Will someone 40 years from now be just as interested in Durand in 2018 as I was of Durand in 1960 or 1970?

Working on the Railroad, Literally

January 14, 2017
Crossing the diamonds of in Durand while testing the rails.

Crossing the diamonds of in Durand while testing the rails.

One in a periodic series of images I made last summer.

Shown is a series of images that I made at Durand Union Station last July. A Herzog Rail Testing Truck arrived at the diamonds of the Holly and Flint subdivisions of Canadian National.

The crew members got out to check by hand the rail in the diamonds. Then they reboarded the truck and off they went on the Holly Sub toward Detroit.

Article and Photographs by Craig Sanders

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A closeup of a testing shoe, or is it testing wheels?

Back aboard the truck and off we go. The guy with the white helmet is a CN employee.

Back aboard the truck and off they go. The guy with the white helmet is a CN employee.

Day in Durand: 2

November 17, 2016

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One in a periodic series of images that I made last summer

Shortly before the crew that had taken the coal train into the yard in Durand, Michigan, finished its work, an eastbound Canadian National manifest freight rumbled through town.

Then the coal train crew left for Flint with a cut of cars it had picked up in Durand in tow of its BNSF motive power set and things got rather quiet.

A Great Lakes Central yard job was chattering on the radio, but otherwise there was no sign of activity. Some railfans came and went, but that was about all that was happening.

At one point a member of the Michigan Railroad Museum staff came out and said that the Port Huron connection wye was lined for a movement.

That would turn out to be the Huron & Eastern job that comes down to Durand and sets off and picks up cars for interchange to CN and the GLC.

The lull was finally broken at 2:17 p.m. when the H&E job showed up and backed into the yard, using the Port Huron connection.

About 15 minutes later, CN sprang to life but not without some complications. A Pontiac-bound train had stopped west of Durand to await yarding instructions from the CN RTC (rail traffic controller).

The RTC had two challenges. With the H&E job working in the yard, the tracks available to CN to set out cars was limited, lest the CN crew set out cars on a track the H&E crew needed to get out of the yard.

The other challenge was that not all of the Durand set out cars on the CN train were located in a single block within the train.

If the H&E job wasn’t working in the yard, the CN train could take the two blocks of Durand cars along with the cars between them, set out the latter on a yard track, and then pick them up and take them back to its train.

The RTC decided that the CN crew would take the second block of Durand cars to Pontiac and a westbound would take them to Durand that evening and set them off.

The CN crew dutifully set off its Durand cars and came out of the yard running light.

It got back onto its train and told the RTC it was ready to head for Pontiac. Instead, it wound up sitting for more than hour waiting for other CN traffic to clear.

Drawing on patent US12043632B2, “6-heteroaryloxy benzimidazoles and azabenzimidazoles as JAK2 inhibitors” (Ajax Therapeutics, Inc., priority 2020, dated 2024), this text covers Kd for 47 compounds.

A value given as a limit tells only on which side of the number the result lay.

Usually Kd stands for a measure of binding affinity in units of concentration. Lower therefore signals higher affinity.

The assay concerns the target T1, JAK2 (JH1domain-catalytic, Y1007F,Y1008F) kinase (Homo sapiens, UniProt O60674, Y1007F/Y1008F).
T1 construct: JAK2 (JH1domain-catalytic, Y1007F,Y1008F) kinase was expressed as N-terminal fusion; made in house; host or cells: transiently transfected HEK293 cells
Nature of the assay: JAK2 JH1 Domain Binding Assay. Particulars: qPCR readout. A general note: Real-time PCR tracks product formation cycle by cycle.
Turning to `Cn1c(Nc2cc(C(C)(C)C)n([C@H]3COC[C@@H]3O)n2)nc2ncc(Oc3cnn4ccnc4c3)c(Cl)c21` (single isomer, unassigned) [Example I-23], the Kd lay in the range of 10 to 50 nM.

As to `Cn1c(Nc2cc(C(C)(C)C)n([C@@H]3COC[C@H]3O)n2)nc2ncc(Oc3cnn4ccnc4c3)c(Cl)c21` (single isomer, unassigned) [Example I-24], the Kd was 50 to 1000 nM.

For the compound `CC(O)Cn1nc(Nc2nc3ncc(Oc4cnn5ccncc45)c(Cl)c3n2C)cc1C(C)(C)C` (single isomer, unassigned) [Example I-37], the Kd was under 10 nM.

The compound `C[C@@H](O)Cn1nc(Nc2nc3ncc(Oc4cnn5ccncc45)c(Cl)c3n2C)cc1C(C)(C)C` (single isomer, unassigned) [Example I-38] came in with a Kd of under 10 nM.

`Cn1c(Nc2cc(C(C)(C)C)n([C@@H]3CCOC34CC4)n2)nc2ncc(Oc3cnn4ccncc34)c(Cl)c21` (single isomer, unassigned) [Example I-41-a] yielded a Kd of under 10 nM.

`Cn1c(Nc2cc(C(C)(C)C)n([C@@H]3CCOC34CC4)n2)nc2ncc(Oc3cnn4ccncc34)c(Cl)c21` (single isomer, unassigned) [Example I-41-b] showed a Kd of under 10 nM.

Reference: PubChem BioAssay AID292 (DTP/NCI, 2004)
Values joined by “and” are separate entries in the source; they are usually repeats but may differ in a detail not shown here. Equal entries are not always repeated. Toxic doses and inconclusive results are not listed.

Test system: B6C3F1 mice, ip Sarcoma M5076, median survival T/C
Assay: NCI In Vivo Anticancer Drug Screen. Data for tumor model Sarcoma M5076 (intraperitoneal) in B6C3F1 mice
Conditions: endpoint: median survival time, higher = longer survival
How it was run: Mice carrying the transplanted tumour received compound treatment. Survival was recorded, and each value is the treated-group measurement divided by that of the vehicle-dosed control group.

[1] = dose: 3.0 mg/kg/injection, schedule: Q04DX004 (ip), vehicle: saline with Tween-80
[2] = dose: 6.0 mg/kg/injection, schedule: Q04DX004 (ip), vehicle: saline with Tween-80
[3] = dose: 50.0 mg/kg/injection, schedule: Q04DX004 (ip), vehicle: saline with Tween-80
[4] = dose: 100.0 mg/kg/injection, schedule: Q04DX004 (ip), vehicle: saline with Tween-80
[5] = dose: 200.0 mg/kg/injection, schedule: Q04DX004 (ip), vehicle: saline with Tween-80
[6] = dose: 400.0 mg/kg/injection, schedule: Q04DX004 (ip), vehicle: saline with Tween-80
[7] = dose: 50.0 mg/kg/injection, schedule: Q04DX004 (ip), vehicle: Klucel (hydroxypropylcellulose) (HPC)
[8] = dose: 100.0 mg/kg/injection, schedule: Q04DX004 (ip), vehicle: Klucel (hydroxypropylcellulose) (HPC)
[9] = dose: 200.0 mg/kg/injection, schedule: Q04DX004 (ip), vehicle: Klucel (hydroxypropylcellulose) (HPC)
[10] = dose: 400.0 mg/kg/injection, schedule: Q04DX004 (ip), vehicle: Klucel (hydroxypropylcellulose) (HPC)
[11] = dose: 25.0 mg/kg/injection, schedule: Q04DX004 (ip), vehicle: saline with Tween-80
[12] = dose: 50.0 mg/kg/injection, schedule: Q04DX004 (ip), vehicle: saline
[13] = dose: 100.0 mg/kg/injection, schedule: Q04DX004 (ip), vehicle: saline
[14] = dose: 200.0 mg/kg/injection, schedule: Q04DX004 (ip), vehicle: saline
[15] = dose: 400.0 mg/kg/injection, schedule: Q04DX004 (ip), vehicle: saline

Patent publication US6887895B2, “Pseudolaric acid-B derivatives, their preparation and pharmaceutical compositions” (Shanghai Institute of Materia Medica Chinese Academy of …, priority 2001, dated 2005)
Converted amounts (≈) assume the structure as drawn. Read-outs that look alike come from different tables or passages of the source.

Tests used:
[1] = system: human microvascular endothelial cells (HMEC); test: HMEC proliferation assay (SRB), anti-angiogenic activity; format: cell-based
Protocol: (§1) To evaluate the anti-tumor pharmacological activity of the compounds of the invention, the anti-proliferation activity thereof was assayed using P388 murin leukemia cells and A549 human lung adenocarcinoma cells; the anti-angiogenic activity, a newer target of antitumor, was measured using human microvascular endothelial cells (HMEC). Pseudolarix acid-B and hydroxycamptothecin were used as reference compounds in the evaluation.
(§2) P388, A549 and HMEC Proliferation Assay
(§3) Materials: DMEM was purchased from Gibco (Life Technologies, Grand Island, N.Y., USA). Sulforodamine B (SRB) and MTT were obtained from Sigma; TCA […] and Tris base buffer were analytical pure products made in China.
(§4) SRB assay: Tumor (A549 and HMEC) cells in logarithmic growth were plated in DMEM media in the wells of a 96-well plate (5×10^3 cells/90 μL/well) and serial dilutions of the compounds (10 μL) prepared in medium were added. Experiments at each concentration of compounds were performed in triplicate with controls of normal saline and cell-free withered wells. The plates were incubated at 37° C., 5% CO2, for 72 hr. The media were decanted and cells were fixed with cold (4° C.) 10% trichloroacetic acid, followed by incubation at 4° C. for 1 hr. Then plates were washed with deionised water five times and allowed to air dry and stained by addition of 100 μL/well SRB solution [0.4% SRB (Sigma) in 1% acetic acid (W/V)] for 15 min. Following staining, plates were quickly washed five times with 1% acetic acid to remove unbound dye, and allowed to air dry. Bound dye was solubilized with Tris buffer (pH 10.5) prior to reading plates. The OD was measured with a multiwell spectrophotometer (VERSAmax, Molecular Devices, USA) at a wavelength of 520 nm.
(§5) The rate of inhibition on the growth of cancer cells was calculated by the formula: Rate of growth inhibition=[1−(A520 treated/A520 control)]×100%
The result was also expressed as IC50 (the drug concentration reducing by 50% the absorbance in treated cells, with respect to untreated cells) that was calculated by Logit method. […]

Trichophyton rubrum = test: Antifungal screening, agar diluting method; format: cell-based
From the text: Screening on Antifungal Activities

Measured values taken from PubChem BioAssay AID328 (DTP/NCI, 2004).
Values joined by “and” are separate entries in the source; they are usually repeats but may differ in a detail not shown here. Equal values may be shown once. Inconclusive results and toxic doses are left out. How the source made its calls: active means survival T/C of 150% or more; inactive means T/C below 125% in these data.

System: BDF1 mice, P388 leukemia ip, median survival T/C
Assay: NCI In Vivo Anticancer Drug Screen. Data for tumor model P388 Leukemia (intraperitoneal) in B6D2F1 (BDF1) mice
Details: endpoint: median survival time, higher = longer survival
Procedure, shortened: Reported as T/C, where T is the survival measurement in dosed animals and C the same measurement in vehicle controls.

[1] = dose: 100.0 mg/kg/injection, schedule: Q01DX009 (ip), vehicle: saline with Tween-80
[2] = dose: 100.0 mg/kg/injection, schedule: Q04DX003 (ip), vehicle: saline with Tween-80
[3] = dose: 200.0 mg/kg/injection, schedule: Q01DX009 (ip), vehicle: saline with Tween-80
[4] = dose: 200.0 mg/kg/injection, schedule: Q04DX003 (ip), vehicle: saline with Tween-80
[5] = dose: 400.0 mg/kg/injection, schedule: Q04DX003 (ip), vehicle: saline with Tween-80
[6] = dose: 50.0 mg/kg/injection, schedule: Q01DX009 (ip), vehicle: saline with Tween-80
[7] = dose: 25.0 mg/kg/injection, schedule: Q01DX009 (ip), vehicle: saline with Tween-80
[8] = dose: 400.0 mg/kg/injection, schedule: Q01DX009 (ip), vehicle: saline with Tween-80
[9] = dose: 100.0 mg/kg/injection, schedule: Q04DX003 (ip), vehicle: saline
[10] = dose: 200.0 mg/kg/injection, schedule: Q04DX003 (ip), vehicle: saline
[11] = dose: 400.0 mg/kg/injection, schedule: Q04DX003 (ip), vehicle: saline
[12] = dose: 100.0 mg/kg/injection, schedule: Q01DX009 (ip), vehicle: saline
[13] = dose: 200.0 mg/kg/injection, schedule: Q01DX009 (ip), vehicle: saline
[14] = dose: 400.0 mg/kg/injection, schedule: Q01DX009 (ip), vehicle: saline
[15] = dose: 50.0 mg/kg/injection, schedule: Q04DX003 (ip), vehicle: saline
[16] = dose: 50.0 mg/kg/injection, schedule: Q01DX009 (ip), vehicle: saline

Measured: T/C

That included another eastbound manifest freight heading toward Flint and a train that came up from Pontiac on the Holly Subdivision and would turn west onto the Flint Sub in Durand.

By the time all of this got sorted out, it was about 4:15 p.m. and I had seen my last CN train for the day.

I stayed around to watch the H&E job back out of the yard and then head onto its home rails to leave town.

I had to get back to the home of my wife’s cousin for dinner so I left Durand not long after the H&E job left.

On the day, I had seen 12 movements involving three railroads, counting Amtrak. That is probably a good day for Durand lulls and all.

Article and Photographs by Craig Sanders

A nearly two-hour lull was broken by the arrival of a Huron & Eastern train from the Saginaw-Bay City region.

A nearly two-hour lull was broken by the arrival of a Huron & Eastern train from the Saginaw-Bay City region.

 

GP40-2LW was built  for CN in 1976 but now works for the Huron & Eastern.

GP40-2LW was built for CN in 1976 but now works for the Huron & Eastern.

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Getting a close up look at the trailing unit, which features a different livery than the leader.

Getting a close up look at the trailing unit, which features a different livery than the leader. The GP30AC was built in 1971 for the Louisville & Nashville.

Next stop is the yard in Durand.

Next stop is the yard in Durand.

The CN train to Pontiac had a long cut of cars to set off in Durand.

The CN train to Pontiac had a long cut of cars to set off in Durand.

The conductor is on the point and the CN job is ready to back into the yard in Durand.

The conductor is on the point and the CN job is ready to back into the yard in Durand.

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Two generations of owners in Durand. The Grand Trunk Western caboose is on static display.

Two generations of owners in Durand. The Grand Trunk Western caboose is on static display.

Backing around the Port Huron wye to make a set out in the yard in Durand.

Backing around the Port Huron wye to make a set out in the yard in Durand.

After making a set out in the yard in Durand, the CN job came out light.

After making a set out in the yard in Durand, the CN job came out light.

The light power move passes Durand Union Station.

The light power move passes Durand Union Station.

An eastbound manifest freight clatters across the diamonds in Durand.

An eastbound manifest freight clatters across the diamonds in Durand.

Coming up the Holly Sub from Pontiac and Detroit.

Coming up the Holly Sub from Pontiac and Detroit.

Someone had fun drawing in the dirt on the nose of CN No. 2338.

Someone had fun drawing in the dirt on the nose of CN No. 2338.

A cut of auto racks clears the signals on the Chicago wye in Durand.

A cut of auto racks clears the signals on the Chicago wye in Durand.

Moving from the Flint Sub to the Holly Sub on the Chicago wye.

Moving from the Flint Sub to the Holly Sub on the Chicago wye.

With opposing traffic having cleared, the CN train for Pontiac gets underway and heads to the Holly Sub. The Durand depot is on the left.

With opposing traffic having cleared, the CN train for Pontiac gets underway and heads to the Holly Sub. The Durand depot is on the left.

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A Huron & Eastern crew member guides his train out of the yard in Durand and onto the CN Port Huron wye as it prepares to leave town.